Our Masterpieces...Err, Our Novels

Thursday, April 5, 2012

E is for...Eating Disorders

Controversial Song of the Day: "Eet" by Regina Spektor


For the entire month of April, we'll be participating in the Blogging from A to Z Challenge. Our theme for the month? CONTROVERSIAL TOPICS IN YA. Check out the link above for other awesome blogs participating.



We all have to eat. Some of us enjoy doing it so much that we create our daily schedules based on our meals *coughs* Pam and Quita *coughs*. But believe it or not, there are several people who don't partake in the pleasures and joy of food and eating like others. These are the people that we identify as having an eating disorder. There are various types of eating disorders; however, Anorexia nervosa, Bulimia nervosa, and Binge-eating disorder are the most common. (taken from a Bing article sponsored by MayoClinic.com)



Did you know...?


*Anorexia nervosa is estimated to affect 1 in 100 adolescent girls


*The approximate age when young girls become anorexic is 13.75, and the range is 10 to 25 years old


*About 6% of girls between 13-19 are thought to have Bulimia nervosa


*76% of people with eating disorders began their disorder between 11 to 20 years of age.


Statistics taken from: teeneatingdisorders.us and teenhelp.com

The numbers may not be as shocking as some of the other stats we've given you this week, but in my opinion even 1% of the population being afflicted with an eating disorder is more than enough. These stats show that eating disorders exist and there are people who suffer from it--which means authors should not be afraid to write about it.

In Pam's novel, Wants, one of her characters suffers from a slight eating disorder. Her teen character is a dancer, with pressure from her mother to be the perfect size. As educators, we are all to aware of teen girls feeling pressure to look like the "perfect" women they see on TV and in magazines. We need writers, like Pam, to put a face to eating disorders, make teens aware that there are people who suffer just like them, and give them possible solutions to this growing problem.

So, while we wait to thumb through Wants, what other novels can you read that shine a light on eating disorders?

*Wintergirls by Laurie Halse Anderson

*More Than You Can Chew by Marnelle Tokio

*Skinny by Ibi Kaslik

*Perfect by Natasha Friend

*Kim: Empty Inside: The Diary of an Anonymous Teenager by Beatrice Sparks

What do you all think about eating disorders in YA--is it something that definitely should continue to be discussed? Did we miss a book that we should have on this list?


8 comments:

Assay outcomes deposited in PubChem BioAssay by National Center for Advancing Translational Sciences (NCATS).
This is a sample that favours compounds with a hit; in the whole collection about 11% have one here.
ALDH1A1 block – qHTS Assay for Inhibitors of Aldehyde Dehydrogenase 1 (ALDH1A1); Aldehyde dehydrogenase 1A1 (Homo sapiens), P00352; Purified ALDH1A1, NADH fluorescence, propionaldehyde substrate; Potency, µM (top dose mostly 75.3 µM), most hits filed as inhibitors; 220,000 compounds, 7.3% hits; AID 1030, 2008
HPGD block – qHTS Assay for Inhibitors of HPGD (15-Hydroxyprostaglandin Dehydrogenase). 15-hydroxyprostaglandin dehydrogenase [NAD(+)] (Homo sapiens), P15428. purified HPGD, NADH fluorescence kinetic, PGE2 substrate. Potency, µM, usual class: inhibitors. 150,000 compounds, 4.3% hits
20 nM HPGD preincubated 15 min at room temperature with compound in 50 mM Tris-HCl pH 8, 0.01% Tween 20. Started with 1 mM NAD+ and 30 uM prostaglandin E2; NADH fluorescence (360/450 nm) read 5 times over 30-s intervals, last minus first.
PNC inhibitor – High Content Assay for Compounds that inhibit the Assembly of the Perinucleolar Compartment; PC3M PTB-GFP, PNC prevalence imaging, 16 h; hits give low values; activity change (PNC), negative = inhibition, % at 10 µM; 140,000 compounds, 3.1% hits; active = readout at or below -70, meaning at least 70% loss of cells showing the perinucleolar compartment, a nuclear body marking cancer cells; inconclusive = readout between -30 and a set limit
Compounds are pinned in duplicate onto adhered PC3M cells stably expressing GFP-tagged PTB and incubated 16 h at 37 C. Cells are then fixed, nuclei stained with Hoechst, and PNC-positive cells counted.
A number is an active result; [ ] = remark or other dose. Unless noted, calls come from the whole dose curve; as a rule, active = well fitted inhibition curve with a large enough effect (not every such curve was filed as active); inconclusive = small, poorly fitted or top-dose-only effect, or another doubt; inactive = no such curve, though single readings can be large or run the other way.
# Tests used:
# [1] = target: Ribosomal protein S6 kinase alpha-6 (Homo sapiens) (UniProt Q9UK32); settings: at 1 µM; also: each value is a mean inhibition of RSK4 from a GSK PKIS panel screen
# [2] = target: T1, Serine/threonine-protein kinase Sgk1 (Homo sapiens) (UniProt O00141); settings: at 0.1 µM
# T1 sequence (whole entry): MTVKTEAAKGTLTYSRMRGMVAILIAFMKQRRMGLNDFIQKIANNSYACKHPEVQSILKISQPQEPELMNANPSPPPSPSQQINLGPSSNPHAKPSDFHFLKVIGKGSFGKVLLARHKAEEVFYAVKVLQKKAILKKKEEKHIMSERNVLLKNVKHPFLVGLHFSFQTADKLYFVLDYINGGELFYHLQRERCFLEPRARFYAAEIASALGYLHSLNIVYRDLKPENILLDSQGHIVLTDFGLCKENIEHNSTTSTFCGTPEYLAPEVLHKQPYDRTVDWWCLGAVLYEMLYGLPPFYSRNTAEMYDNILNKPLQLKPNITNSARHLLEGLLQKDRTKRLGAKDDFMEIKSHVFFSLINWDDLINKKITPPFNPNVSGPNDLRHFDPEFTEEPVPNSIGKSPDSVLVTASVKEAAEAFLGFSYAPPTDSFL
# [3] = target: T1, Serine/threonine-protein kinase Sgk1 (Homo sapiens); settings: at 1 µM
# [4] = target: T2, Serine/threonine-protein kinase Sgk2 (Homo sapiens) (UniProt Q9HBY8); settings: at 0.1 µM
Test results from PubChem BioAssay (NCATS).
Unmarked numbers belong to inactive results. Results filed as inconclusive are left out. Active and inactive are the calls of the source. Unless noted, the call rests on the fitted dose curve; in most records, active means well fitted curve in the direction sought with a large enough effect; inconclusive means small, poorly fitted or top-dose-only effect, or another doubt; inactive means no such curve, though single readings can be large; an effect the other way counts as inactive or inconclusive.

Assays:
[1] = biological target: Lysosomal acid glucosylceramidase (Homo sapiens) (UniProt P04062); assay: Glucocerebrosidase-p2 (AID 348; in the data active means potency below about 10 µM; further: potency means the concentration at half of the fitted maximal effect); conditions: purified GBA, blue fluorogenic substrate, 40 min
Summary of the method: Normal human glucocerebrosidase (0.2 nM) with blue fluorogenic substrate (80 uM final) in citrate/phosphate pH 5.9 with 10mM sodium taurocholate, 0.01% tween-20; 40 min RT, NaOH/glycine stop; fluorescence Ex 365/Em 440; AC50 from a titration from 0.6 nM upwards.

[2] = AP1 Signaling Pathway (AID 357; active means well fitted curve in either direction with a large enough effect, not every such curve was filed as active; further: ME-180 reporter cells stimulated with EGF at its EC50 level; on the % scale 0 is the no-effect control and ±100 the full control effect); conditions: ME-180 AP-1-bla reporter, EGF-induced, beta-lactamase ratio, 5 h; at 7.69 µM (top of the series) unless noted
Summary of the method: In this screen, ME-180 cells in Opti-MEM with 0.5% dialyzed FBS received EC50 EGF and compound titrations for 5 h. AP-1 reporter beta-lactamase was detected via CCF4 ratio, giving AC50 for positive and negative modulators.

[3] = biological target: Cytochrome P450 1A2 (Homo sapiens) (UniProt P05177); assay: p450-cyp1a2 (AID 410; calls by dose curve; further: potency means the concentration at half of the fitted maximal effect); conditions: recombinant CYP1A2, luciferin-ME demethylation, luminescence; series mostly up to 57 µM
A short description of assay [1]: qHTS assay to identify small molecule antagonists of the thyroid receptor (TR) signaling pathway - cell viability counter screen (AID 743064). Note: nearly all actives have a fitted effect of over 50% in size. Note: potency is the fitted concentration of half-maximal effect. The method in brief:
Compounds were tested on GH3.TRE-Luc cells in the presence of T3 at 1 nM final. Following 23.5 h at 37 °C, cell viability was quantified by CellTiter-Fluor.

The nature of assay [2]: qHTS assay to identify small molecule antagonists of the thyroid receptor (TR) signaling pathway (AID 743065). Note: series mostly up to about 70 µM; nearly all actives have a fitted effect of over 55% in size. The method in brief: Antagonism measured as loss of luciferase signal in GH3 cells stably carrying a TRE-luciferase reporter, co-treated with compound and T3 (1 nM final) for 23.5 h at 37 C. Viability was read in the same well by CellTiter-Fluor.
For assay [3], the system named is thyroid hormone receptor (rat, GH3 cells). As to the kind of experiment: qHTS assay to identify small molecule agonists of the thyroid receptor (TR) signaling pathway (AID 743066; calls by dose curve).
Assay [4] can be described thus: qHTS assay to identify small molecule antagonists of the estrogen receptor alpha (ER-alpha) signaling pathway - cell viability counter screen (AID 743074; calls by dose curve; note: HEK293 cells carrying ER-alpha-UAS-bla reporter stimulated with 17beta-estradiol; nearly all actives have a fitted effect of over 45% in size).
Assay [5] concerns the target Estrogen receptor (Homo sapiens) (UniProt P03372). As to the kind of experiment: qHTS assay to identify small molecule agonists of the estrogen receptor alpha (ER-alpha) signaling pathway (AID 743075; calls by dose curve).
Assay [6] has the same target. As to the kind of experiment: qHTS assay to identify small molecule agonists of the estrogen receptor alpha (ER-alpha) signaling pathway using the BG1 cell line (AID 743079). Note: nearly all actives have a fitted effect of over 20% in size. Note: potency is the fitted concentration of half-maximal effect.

Rachel said...

I used to have an ED, so I've never actually read WINTERGIRLS by LHA. I really wish the book had come with a trigger warning. I'd read the first two pages and had to stop. I do think writing about this subject is really important but publishers should be wary that these types of books can trigger EDs back into a person's life if they are not careful, etc. I was smart enough to put down the book and walk away (I do love LHA in general so I am sure its a great book), but I don't know if others will be able to etc.

I think there is also a new book called SKINNY about a girl who faces obesity - not exactly an ED but she goes through gasteric bypass surgery...

Rachel Bateman said...

BEING SIXTEEN by Ally Condie addresses eating disorders - the main characters little sister, whom the MC is very close with - suffers from bulemia. It's a great book (obviously target to LDS teens - it's published by an LDS publisher - but not preachy), written in that clean, compelling style Ally shows int he MATCHED series.

Maurice Mitchell said...

I can't imagine the pain a 13-year-old is going through to develop an eating disorder. Thanks for the spotlight. New follower
- Maurice Mitchell
The Geek Twins | Film Sketchr
@thegeektwins | @mauricem1972

Em-Musing said...

My granddaughters are already saying they're fat...they 7 & 9. They don't get this from home, but where? Sad that in such a country of plenty, many still have to suffer.

cleemckenzie said...

This is ONE SUPER IMPORTANT topic, and E is the perfect letter to set out the facts. Great job!

Gina said...

It is a very sad thing to see a person suffer with this disorders. My sister and, to some degree, me suffer from bulimia and anorexia. The worst thing is that you can get better but that voice inside your head will never go away, no matter how much you work to get better. Another thing that most people don't know is that eating disorders are not about food, they're about control. Since there is so much in our lives we can't control, the way some people react is to excerpt control over the few things we actually can. Food, in these cases.

Great post! Thanks for stoping by my blog.
From Diary of a Writer in Progress

Emily Moir said...

Eating disorders certainly have their place in YA. It's great to see authors willing to take on the less desirable toils of teen life. So many focus on the shoddy high school romance and teen angst but miss out the darker, taboo topics.

On a side note, the band Silver Chair did a song back in either 1999 or 2000ish (it's on their Neon Ballroom album) called Anna's Song. The song is a take on the lead singer's battle with anorexia. I feel that mediums like this are so important for young minds that feel all alone in their dark times.

Cheyanne said...

I can't add any books to the list, but I definitely agree that this is a topic that should be addressed to teens more, before they have the chance to develop an eating disorder.